A Rose by Any Other…..

As a teenager I spent an inordinate amount of time practicing my signature on the cover of my rough book. Jen Barnett/jj barnett/Jennifer Joy/Jeni with a circle over the ‘i’, Jenufa and Kim. I had a mind to be called Kim Kent but my mother told me it sounded like a swear word so I abandoned it. The autograph I was looking for was in preparation for becoming a superstar, until I found out that graphologists deem circles over the 9th letter of the alphabet to be narcissistic, egotistical and self obsessed. So I removed the big circle and created a signature that was eligible and simple. Had I changed, thus enabling me to write an ‘I’ discreetly or had writing the ‘I’ discreetly changed me? I did use the monica Jennifer Joy for some time, standing on stage wearing an indecent dress bought from a drag artist. I sung songs and played the piano accompanying actors who had no shame. That dress, along with a van full of props, was set aflame by a gang of tasteless thugs, in a side road in Lewisham, goodbye Jennifer joy. Now my signature looks like it belongs to an overblown romantic novelist who wears voluminous tent dresses and paints her lustrous pink lipstick just a little too much over her hairy top lip.
Our handwriting changes, I’m told, as we grow older. It reflects the new you, which I’m also told changes every seven years. My inner me, reflected in my lazy ‘y’s and jaunty ‘j’s, is now somewhat relaxed if not a little bawdy. Handwriting that slopes backwards, for instance, reveals folk who ‘hold back their emotions, bottle up their feelings, and react too little or too late unless provoked or pushed to the corner’. Those same graphologists say a backwards signature indicates somebody ‘who stifles their emotions and postpones their reactions, increasing the chances of being misinterpreted or misunderstood.’ I always thought backwards writing indicated somebody a bit dim. What with the onslaught of iPads, iPhones, iMacs and idon’tknowwhatelse, the art of calligraphy may be slipping through our fingers. Although, today’s young children are introduced to writing by looping ‘entries’ and ‘exits’ to words, making the name ‘Millie’, for instance, look like an illustration from a parchment map of the ocean – waves and waves of loopy letters.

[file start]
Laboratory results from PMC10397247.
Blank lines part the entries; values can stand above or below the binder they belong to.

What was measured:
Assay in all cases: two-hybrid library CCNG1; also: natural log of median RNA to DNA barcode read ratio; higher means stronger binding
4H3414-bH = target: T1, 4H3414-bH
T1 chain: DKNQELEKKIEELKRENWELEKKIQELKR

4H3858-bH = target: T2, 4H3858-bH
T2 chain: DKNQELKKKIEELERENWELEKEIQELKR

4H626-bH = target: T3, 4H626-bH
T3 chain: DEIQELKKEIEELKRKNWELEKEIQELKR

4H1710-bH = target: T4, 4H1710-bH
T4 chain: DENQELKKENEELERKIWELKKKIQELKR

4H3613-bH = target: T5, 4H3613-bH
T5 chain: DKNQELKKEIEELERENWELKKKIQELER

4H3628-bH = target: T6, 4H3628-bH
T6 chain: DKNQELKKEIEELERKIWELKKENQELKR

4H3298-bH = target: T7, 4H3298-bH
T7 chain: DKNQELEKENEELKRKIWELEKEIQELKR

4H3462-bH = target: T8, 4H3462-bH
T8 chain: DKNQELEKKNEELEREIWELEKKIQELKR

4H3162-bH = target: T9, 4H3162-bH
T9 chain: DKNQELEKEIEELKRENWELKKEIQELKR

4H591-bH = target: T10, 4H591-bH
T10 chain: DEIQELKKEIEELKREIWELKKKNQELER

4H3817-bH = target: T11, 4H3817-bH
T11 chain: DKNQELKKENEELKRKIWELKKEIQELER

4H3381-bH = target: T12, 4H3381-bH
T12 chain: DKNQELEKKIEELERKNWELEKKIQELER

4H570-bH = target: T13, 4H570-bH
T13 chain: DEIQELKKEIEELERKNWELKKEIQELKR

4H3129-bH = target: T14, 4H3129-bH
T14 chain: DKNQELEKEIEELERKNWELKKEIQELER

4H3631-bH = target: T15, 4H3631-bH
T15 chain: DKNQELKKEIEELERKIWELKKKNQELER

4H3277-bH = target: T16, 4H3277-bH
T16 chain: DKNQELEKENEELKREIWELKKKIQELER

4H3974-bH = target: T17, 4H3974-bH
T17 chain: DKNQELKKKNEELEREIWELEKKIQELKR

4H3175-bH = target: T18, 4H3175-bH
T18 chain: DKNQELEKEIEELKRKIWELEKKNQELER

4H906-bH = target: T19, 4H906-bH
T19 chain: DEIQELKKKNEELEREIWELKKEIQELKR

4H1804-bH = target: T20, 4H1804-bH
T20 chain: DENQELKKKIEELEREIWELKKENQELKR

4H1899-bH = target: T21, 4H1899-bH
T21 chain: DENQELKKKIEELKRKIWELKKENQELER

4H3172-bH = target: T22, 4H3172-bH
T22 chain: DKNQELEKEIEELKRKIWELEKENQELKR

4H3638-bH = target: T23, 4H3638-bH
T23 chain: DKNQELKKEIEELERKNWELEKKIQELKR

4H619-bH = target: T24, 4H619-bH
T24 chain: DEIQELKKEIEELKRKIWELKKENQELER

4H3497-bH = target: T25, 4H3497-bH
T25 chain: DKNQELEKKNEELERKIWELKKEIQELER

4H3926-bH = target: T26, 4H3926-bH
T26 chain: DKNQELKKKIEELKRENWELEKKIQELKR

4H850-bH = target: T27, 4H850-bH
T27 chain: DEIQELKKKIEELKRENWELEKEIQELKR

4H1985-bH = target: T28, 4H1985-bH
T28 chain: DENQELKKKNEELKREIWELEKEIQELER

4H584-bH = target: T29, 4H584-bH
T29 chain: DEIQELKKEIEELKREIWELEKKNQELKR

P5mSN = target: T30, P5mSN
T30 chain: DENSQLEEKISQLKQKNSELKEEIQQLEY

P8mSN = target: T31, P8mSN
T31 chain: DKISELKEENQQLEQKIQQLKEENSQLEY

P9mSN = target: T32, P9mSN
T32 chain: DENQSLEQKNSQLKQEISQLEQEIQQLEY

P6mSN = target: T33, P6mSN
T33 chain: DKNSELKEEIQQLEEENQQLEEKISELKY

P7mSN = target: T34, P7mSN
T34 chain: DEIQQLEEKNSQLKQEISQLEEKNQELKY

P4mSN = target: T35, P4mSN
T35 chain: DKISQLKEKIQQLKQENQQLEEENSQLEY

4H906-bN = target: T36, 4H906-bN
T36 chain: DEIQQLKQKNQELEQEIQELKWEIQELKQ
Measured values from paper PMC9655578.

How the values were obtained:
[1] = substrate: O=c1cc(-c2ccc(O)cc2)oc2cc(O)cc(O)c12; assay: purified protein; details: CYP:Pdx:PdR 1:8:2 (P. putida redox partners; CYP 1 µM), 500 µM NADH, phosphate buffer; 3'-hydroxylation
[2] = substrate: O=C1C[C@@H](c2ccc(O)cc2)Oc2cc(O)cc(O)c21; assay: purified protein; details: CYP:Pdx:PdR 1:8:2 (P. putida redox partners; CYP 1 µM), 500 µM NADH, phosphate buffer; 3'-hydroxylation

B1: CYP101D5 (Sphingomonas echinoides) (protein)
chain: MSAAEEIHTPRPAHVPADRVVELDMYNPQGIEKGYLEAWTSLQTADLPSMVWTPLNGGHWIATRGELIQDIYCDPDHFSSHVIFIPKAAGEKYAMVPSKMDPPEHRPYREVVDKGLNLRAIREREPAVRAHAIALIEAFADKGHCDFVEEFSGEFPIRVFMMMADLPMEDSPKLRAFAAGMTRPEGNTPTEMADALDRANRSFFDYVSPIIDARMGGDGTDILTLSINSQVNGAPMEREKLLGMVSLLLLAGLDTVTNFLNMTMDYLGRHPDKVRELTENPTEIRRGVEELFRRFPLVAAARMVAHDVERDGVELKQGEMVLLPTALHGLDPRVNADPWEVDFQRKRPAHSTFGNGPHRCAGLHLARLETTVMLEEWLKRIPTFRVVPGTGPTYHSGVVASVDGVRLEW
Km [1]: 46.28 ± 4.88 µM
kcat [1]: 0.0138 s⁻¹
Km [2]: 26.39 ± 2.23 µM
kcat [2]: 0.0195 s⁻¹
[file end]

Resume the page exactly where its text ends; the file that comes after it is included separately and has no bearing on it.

My father couldn’t tell the difference between upper and lower case, so a birthday card from him looked like the ramblings of a serial killer from Belmarsh. The scribbling of a doctor reveals their inability to communicate, keeping our data from us by scratching information on a form that looks like a bewildered spider on ketamine. Big arty writing, warm and inviting, is favoured by the children’s book set, or head teachers who stand by their infants and spend their vacations touring around Verona looking for Shakespearian clues.
I write mostly on this little laptop, I can’t write as quickly as I think just using my hand, although I am told by therapists that holding a pen and writing from your heart is quite different from tapping away on a computer keyboard. Words, phrases and sentiments spill out differently when handwritten – working on a laptop is more objective, detached even. All my journals are written with a fountain pen which I keep in the drawer of my bedside table. That table is covered in ink blots from emerald green to right royal blue and even splatters of red like the blood of a crushed cochineal. Two duvets that are stained with ‘Quink’ is a reminder that writing in bed is like eating toast under the covers – you have to be vigilant and skilled at not fucking up the bottom sheet with crumbs or stains. In that drawer I have fountain pens that have been gifted over the years. My gay son-in-law and his husband bought me a delicious red Parker for my 60th. Two Lamy pens and their cartridges sit next to a fountain pen of uncommon beauty that came from I know not whom.